The 53-year-old Lorgat, the former chief executive of the International Cricket Council, was announced as the new CEO of CSA on the weekend and is the first permanent appointment in the key role since the disgraced Gerald Majola was suspended (and later sacked) in March 2012 in the wake of the bonus scandal that followed South Africa’s hosting of the Indian Premier League in 2009.

But despite clearly being the best candidate for the job – Lorgat was a highly-respected former player, he was convenor of the national selection panel, he runs his own successful chartered accountancy business, he has cricket administration experience at the highest level – and although various members of the CSA board have been seeking his return for the last couple of years, Lorgat was only appointed on the weekend, three-and-a-half months later than the original April deadline for a new CEO.

That’s because the BCCI made it clear in February that they did not want Lorgat heading up South African cricket. He and the then-president of the BCCI, Narayanaswami Srinivasan, have history of the wrong sort.

The reasons for Srinivasan’s antagonism range from Lorgat’s backing of the Decision Review System, contrary to India’s wishes; his decision to move the 2011 World Cup match between India and England away from Eden Gardens in Kolkata because the stadium wasn’t ready; his refusal to entertain Srinivasan’s push for the ICC to move their headquarters from Dubai to Mumbai; and Lorgat’s backing of the findings of the Lord Woolf Commission, which warned about the unhealthy influence India had on the ICC.

The BCCI’s bully-boy tactics would impress the average corrupt South African cop and any country which has voted against their viewpoint at ICC meetings has suffered the fall-out – losing out on lucrative tours by the Indian team, being denied a place in the Champions League T20 or having their players banned from the IPL.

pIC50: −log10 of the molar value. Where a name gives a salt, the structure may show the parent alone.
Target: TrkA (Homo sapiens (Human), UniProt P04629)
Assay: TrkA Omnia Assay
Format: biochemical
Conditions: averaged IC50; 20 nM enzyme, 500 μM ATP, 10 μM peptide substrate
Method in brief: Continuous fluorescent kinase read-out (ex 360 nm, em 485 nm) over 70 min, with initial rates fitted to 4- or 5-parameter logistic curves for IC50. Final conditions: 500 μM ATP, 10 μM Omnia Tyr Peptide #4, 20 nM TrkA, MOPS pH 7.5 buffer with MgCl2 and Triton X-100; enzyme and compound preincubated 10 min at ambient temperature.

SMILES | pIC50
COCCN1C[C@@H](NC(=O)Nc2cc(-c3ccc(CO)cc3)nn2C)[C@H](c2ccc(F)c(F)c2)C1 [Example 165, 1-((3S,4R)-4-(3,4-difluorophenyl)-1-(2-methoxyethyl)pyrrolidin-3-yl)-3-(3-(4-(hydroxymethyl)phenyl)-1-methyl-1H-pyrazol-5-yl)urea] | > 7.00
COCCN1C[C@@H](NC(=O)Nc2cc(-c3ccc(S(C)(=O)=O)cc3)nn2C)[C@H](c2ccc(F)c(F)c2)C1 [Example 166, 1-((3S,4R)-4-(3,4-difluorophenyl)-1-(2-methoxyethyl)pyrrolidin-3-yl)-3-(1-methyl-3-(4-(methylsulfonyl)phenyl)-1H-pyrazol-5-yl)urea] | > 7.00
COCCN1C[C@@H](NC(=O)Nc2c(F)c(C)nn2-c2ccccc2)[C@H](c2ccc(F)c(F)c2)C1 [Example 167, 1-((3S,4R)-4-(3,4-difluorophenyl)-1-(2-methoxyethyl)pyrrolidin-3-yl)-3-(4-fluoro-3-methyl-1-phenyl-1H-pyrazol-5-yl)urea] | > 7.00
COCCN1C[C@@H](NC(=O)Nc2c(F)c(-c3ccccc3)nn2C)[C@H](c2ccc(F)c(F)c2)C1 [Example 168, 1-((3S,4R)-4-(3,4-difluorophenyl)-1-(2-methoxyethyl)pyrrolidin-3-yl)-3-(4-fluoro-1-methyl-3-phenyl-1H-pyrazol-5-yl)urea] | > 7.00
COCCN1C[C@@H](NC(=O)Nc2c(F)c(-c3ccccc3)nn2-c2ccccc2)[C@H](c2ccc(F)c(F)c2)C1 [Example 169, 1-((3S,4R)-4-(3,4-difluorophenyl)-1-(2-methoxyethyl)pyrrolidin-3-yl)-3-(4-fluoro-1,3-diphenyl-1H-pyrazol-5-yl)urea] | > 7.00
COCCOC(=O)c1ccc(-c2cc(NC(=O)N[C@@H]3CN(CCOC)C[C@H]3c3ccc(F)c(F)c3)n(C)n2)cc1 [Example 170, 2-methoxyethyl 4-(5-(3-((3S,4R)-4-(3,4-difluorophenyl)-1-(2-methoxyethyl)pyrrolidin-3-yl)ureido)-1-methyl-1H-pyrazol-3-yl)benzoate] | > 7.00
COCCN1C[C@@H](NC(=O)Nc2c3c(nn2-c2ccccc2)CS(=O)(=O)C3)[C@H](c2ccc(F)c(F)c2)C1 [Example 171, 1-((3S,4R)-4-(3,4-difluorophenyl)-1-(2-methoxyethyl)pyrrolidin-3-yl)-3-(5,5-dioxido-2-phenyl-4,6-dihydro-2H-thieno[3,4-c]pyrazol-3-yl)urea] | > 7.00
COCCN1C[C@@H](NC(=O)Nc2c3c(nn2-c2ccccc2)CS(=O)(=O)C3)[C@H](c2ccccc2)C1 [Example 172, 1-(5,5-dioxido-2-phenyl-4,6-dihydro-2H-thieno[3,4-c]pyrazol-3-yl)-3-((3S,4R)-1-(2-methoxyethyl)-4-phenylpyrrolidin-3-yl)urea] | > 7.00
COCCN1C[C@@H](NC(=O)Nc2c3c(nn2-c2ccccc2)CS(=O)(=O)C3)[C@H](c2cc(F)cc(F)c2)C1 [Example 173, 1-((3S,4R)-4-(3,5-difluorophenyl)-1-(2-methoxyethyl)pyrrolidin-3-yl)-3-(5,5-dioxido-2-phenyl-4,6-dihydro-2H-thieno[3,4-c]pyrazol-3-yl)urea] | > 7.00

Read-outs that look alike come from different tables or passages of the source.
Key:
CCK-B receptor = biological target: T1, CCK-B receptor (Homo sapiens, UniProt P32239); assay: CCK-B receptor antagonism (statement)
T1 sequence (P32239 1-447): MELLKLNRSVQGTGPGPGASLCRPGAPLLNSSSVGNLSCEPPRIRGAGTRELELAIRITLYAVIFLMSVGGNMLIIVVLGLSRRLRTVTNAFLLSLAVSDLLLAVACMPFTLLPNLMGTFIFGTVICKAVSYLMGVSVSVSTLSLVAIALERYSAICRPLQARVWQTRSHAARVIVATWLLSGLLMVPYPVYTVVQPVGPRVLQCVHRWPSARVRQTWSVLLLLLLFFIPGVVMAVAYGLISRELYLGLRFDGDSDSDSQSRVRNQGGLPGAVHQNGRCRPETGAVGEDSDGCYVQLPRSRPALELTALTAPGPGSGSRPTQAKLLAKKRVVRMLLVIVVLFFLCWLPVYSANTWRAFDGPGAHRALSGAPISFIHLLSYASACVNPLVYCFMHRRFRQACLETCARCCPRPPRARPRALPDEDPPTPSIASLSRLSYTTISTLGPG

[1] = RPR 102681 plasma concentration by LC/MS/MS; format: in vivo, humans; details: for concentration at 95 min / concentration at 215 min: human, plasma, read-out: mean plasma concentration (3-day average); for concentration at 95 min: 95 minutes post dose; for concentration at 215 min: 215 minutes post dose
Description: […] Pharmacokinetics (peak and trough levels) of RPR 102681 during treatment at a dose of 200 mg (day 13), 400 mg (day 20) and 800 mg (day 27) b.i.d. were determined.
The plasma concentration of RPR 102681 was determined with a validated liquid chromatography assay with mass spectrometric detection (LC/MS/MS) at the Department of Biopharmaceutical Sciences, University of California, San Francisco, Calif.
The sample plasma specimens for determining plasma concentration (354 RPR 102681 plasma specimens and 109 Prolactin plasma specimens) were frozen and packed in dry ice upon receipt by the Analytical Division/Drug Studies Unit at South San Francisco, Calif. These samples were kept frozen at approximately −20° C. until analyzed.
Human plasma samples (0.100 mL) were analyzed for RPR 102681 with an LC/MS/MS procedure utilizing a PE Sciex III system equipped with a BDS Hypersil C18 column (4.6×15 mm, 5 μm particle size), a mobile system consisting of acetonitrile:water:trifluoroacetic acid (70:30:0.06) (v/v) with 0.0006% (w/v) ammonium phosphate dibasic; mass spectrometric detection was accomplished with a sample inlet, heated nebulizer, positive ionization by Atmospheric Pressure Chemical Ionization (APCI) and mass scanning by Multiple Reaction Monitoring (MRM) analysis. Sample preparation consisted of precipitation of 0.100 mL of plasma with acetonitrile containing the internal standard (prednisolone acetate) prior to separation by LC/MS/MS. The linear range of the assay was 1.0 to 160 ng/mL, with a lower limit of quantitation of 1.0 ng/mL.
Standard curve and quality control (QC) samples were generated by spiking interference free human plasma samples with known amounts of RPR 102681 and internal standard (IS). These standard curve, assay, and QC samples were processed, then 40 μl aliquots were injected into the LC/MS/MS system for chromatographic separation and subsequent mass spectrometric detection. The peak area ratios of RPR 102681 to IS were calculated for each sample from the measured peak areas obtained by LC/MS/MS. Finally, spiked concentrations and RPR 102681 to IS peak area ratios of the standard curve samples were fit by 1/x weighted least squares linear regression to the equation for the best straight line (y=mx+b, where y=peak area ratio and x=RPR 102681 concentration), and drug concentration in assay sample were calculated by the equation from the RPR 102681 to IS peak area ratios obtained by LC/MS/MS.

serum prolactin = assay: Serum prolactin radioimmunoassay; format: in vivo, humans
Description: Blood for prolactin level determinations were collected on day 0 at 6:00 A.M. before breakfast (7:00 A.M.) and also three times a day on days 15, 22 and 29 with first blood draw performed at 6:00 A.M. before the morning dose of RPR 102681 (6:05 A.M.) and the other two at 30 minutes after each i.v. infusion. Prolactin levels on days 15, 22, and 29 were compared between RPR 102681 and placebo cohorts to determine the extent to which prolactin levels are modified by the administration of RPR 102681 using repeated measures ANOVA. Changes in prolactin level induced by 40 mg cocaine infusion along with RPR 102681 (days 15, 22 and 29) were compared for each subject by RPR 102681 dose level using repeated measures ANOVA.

It was the unseemly wealth of the IPL that eventually caused the BCCI to be exposed as a den of iniquity from within: Srinivasan, who also happens to own the Chennai Super Kings, stood aside as president in June when he could no longer plead ignorance of the corruption and match-fixing within the IPL.

Because the BCCI generate by far the most revenue in global cricket, they have their hands in every pie and even something as noble as the ICC Cricket Committee has been commandeered to suit their vision of a DRS-less world.

The Daily Maverick reported as far back as February that although Lorgat was the favourite to be become permanent CEO, this was unlikely because the BCCI were opposed to his appointment.

But the sidelining of Srinivasan has enabled Cricket South Africa to grow some balls and appoint the best candidate for the position, even though president Chris Nenzani denied on Monday that events in India had had any influence on the process.

That after CSA missed promised deadlines for the appointment in both early April and June.

“When we went to India in February, we spoke to the president of the BCCI [Srinivasan] and he expressed certain concerns about Haroon’s possible appointment. We made clear to him that we would not ignore his concerns, but we would have to act in the best interests of cricket in South Africa.

“There’s no link between what has happened in India and Haroon’s appointment now. They are going through a period of challenges in India, but we can’t afford to get entangled in that and Haroon’s appointment was done in the best way for CSA,” Nenzani said.